Kevin Marinacci

Feb 26, 2020

Ariana - The Girl Who Can do Anything

The clock strikes nine in the morning and at the María Auxiliadora education center, located in the department of Estelí, in northern Nicaragua, a group of children laughs loudly while playing. Among them is Ariana, a fourth-grade student who, despite adversity, has found a way to get ahead.

In addition to her smile, you are immediately drawn to her beautiful dark brown eyes and long eyelashes are. You would never imagine that this young face, full of life, hides a past filled with unimaginable events.

At three and a half years of age, Ariana lost her mother to cancer. From that moment, her aunt Carla took care of her and although Ariana is aware that her aunt is not her biological mother, they love each other like mother and daughter.

Years later, when Ariana was nine years old, she went to bed like any other day and the next morning, when she got up earlier than usual, her body was paralyzed. “I felt nothing and I could not move anything. The only part of my body that I was able to move, was my hands,” says Ariana, remembering that morning, after which she spent long days in the hospital.

Ariana was diagnosed with Guillain Barré syndrome, a rare neurological disease in which the body’s immune system attacks the nerves. The girl was in the hospital for three long months; two months in the Estelí health center and one month in a hospital in Managua, the capital, where she was transferred in a delicate state due to a thrombosis caused by the disease. “She was admitted to the ICU because she was very ill. To me, she is a miracle,” says her aunt, Carla, with tears in her eyes as she recalls those difficult days.

Ariana con su tía/mamá Carla

From Darkness to Light

After three months of fighting for her life, Ariana began to improve, so much so, that the thought of going back to school motivated her to continue getting better. At the beginning of the 2019 school year, Ariana arrived in a wheelchair because the disease had affected her spine and prevented her from walking. Far from losing hope, the girl set a goal: to regain mobility in her legs and to walk again, something she was able to achieve before the end of the school year, thanks to physical therapy and hard work.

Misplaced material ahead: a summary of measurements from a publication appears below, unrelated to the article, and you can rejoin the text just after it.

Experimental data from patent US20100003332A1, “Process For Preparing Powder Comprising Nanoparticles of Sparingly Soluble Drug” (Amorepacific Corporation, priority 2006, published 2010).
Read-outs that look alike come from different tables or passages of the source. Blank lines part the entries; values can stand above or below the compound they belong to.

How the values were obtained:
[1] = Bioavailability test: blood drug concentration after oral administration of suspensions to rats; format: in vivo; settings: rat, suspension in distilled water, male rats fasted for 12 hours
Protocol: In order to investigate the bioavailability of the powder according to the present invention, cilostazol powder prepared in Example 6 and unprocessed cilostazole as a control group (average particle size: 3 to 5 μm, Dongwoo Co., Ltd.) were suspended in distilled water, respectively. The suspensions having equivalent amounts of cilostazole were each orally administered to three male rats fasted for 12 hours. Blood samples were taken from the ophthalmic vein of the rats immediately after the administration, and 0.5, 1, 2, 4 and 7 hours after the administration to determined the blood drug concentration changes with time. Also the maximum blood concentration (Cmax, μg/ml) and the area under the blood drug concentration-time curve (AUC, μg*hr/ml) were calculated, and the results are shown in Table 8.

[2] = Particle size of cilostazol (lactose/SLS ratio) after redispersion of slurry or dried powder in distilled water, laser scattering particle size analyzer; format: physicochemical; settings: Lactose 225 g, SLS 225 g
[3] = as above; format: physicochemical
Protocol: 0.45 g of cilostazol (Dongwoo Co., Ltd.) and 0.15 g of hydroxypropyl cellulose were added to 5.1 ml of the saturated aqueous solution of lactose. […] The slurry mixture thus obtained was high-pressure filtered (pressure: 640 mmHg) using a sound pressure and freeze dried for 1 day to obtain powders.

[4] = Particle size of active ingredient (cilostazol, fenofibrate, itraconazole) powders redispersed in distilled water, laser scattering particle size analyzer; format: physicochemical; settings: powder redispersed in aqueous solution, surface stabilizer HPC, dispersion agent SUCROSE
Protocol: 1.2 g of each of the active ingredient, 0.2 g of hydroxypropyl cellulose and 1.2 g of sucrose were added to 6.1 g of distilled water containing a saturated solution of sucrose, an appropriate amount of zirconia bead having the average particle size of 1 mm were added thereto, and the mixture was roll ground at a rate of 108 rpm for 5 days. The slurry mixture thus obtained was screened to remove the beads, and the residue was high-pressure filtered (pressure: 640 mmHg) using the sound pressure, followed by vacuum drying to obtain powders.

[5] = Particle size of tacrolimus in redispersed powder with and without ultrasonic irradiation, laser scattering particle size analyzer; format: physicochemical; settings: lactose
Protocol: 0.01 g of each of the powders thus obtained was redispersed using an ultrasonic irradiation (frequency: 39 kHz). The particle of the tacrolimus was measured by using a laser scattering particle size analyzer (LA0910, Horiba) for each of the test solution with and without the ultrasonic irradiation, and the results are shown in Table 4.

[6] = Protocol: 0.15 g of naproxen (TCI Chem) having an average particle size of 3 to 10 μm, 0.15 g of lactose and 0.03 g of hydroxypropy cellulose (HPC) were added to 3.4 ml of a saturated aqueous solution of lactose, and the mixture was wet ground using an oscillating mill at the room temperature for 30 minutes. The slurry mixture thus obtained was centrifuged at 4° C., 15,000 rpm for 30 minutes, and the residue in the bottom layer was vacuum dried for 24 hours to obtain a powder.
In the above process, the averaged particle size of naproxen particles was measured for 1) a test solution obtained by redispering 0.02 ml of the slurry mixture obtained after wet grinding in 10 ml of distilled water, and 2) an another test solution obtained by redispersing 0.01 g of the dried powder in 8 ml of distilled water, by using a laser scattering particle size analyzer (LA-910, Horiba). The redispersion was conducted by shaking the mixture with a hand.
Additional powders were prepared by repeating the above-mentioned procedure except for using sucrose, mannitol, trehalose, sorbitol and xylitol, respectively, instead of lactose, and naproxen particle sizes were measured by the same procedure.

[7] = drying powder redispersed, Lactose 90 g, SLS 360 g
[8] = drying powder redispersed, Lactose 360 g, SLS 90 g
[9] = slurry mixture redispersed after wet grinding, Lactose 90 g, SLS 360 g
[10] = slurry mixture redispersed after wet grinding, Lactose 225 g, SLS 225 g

Nowadays, Ariana plays and participates in school just like any other child. She is an outstanding student who loves to draw animals. With her talent, she has won two painting competitions held in computer class. All her teachers are surprised at how strong and how much of a fighter she is. Ariana is, no doubt, an inspiring girl, they say.

In the Maria Auxiliadora center there is a golden rule; saying “I can’t” is prohibited because everything is possible and if you believe something is impossible, it just means you have to try harder. Ariana has clung to this rule of life because, despite the difficulties. she has never stopped going to school and participating in the different activities. “We tell her that she is a strong girl, and she tells us: ‘I know; it’s because we children are more resilient and we are stronger than adults’,” says her teacher with a smile.

Ariana has faced countless obstacles like a true warrior, always emerging victorious because, as she says, she can do anything. One of Ariana’s goals is to go to school to become a Veterinarian so that she can take care of her beloved animals. We are confident that with your support, nothing can stop her from achieving that goal.